Mars is extremely barren and has negligible capabilities for life support.


What existential issues are you thinking about?

The biggest issue I can think of is oil running out, but we're on a good trajectory to solving that. Other resources seem either abundant or replaceable. The threat of global nuclear war is problematic but not really solvable by throwing more people at the problem. Overpopulation isn't projected to be a problem. Climate change will be a major inconvenience and costly, but unlikely to be an existential issue.

Of course there's lots of injustice, hunger, disease, murder and torture that would be nice to resolve, but it's not an existential issue for humanity.


Even oil was never an existential issue: there was always coal (and perhaps since the 1950s nuclear fission).


> the existential issues here on Earth.

I don't think we have any issues like that as a species, as a species we are pretty much thriving. That growth might not be built on the most sustainable principles, but we are slowly getting there.

Short of something super apocalyptic ruining the whole planet for most life (like a big asteroid hitting us), I don't see humanity eradicating itself completely anytime soon, we are quite a sturdy bunch.

> Once we have figured out how to achieve homeostasis on a planet so plentiful in resources as our own

We've had plenty enough time trying to do that, maybe it's time to try a different exercise with more constraints to motivate creativity? Mars could be exactly that.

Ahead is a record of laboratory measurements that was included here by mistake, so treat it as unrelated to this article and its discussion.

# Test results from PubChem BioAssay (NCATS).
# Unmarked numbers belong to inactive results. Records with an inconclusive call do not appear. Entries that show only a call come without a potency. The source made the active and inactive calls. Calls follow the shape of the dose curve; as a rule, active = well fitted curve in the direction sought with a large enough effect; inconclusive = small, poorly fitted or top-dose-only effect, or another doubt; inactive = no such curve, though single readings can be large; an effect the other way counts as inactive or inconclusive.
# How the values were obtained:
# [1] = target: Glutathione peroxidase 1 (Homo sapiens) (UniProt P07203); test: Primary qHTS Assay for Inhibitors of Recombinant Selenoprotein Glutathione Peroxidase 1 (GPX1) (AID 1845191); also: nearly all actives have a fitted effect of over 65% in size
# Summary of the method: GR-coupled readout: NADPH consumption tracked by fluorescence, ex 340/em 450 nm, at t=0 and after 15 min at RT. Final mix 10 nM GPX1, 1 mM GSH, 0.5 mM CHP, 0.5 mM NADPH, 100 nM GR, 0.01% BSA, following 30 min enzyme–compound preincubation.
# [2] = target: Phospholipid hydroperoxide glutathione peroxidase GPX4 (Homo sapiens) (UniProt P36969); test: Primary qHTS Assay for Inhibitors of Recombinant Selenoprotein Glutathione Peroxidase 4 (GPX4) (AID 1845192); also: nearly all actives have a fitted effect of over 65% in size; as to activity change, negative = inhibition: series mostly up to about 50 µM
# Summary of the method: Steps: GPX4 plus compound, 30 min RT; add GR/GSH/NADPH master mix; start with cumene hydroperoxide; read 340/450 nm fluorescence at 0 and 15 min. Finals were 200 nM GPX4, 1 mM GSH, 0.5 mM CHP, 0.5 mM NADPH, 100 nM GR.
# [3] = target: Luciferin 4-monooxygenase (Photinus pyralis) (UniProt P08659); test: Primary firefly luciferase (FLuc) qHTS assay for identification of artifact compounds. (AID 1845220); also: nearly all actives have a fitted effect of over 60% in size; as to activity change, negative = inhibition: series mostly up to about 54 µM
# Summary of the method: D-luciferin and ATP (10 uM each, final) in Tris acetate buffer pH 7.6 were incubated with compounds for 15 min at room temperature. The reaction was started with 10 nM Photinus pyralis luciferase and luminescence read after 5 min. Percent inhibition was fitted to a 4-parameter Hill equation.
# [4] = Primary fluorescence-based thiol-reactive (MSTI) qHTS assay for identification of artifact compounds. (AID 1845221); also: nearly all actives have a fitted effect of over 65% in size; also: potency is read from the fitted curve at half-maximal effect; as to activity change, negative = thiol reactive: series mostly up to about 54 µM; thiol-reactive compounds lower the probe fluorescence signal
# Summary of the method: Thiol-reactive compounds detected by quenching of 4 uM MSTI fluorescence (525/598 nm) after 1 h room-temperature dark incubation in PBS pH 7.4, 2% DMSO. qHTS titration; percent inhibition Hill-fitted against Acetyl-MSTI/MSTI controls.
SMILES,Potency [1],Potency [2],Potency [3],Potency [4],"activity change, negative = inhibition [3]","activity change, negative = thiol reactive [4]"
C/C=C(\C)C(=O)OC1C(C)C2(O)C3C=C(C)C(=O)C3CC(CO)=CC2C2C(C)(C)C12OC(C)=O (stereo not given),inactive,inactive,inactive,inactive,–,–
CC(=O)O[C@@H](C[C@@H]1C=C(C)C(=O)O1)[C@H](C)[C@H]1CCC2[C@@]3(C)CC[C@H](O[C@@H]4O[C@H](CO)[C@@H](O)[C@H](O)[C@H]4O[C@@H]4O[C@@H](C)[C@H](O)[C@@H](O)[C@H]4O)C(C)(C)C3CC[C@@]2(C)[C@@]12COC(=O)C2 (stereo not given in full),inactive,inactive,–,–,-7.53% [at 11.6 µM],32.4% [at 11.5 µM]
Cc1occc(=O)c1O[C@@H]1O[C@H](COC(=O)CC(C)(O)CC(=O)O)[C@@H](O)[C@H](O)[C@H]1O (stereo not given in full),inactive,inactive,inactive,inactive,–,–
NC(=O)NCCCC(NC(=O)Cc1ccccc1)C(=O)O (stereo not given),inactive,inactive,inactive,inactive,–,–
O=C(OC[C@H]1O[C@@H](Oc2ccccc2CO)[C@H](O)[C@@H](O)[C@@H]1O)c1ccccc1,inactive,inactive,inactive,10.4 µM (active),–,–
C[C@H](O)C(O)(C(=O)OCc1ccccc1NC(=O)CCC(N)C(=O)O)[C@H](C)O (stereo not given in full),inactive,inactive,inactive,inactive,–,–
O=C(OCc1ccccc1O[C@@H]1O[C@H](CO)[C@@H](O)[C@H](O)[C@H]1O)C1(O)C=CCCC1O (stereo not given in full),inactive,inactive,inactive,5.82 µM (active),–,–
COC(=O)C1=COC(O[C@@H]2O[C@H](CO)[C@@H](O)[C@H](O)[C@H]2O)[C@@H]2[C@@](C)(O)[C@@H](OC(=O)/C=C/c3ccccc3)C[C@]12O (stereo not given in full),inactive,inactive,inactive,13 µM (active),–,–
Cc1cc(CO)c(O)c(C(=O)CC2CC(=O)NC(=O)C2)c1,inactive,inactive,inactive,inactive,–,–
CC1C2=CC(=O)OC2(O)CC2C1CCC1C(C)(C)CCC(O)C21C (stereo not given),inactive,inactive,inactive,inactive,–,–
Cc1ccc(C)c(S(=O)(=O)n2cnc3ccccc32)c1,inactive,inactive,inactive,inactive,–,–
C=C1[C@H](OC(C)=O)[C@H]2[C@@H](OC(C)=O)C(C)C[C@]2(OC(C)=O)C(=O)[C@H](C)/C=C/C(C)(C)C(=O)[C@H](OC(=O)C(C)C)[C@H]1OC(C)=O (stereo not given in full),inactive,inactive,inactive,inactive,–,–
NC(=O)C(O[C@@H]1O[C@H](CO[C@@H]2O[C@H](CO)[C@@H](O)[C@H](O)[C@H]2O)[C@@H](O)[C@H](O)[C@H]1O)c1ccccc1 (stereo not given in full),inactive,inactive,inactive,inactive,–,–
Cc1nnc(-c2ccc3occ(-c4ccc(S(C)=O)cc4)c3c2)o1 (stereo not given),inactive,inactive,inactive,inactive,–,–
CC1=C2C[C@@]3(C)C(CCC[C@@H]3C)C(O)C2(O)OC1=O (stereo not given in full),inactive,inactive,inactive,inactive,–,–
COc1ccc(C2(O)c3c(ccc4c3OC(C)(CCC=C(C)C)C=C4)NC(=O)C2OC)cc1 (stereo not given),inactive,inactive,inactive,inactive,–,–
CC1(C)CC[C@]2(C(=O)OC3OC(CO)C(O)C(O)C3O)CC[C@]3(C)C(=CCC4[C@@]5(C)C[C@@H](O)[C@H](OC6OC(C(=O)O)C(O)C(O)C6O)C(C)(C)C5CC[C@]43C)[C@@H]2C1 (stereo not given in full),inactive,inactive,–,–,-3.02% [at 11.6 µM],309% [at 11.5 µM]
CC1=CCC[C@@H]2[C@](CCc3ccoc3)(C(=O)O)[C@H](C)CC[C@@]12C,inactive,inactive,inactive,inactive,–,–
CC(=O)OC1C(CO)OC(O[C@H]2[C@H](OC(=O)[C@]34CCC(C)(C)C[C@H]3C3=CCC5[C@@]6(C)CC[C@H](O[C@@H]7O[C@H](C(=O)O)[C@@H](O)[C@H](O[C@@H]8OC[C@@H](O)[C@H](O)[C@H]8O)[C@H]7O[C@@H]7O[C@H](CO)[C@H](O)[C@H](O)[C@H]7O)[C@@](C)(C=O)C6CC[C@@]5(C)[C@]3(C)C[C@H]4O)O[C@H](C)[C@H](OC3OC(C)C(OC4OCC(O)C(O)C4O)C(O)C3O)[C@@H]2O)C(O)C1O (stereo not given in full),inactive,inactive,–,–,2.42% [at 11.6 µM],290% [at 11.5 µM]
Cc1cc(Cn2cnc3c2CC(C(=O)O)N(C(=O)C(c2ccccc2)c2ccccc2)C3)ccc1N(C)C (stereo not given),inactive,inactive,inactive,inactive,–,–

> That growth might not be built on the most sustainable principles, but we are slowly getting there.

Despite what you hear about electric cars and so on, every year the human race increases the amount of environmental damage it does compared to the year previous. We're not just increasing the damage; we're increasing the rate of increase of the damage. Heck, not just the first and second but also the third derivatives are all positive.

So in fact we're not getting to sustainability at all; we're moving away from it faster each year. We're accelerating into the apocalypse. Some day that might change, but not this year. First we'd have to stop accelerating. Then we've have to slow down. Then we'd have to start reversing.


First part of solving a problem is recognizing that you actually have a problem. I increasingly see that happen in regards to the finite nature of the resources on Earth and it's rather delicate balance of climate vs pollution. These are problems we've accumulated over generations and just recently recognized we actually have, to me that's worth something.


>I don't think we have any issues like that as a species, as a species we are pretty much thriving. That growth might not be built on the most sustainable principles, but we are slowly getting there.

Between environmental disaster and global warming that could wipe a huge part of humanity, the ever present possibility of a nuclear war, tolerance to antibiotics, and other such niceties, I can't even begin to see how would one think that...


> a huge part of humanity

That's the point there: We can easily wipe out huge parts of humanity. Huge parts yes, but the whole species? I don't think that's gonna happen unless something of a truly apocalyptic scale happens, and as ingenious we are, I doubt we are that ingenious to make that happen any time soon.

Note: I'm not saying everything will be just fine, I'm just saying we are a rather resilient species as we don't need actually that much just to "survive".


Nuclear war remains an existential threat to our species.

There are ~15,000 nuclear weapons deployed right now by 9 nation states. That's enough to wipe out almost all of the world population, and I'm not convinced the few that remain would survive in the food scarce, irradiated lands for long.


Well, there's the simple fact (or what seems to be a fact at least, might not be true) that the reality of physics confines us to this rock, more or less. We don't travel faster than light, so at best we can achieve a Mars colony dependent on Earth supplies.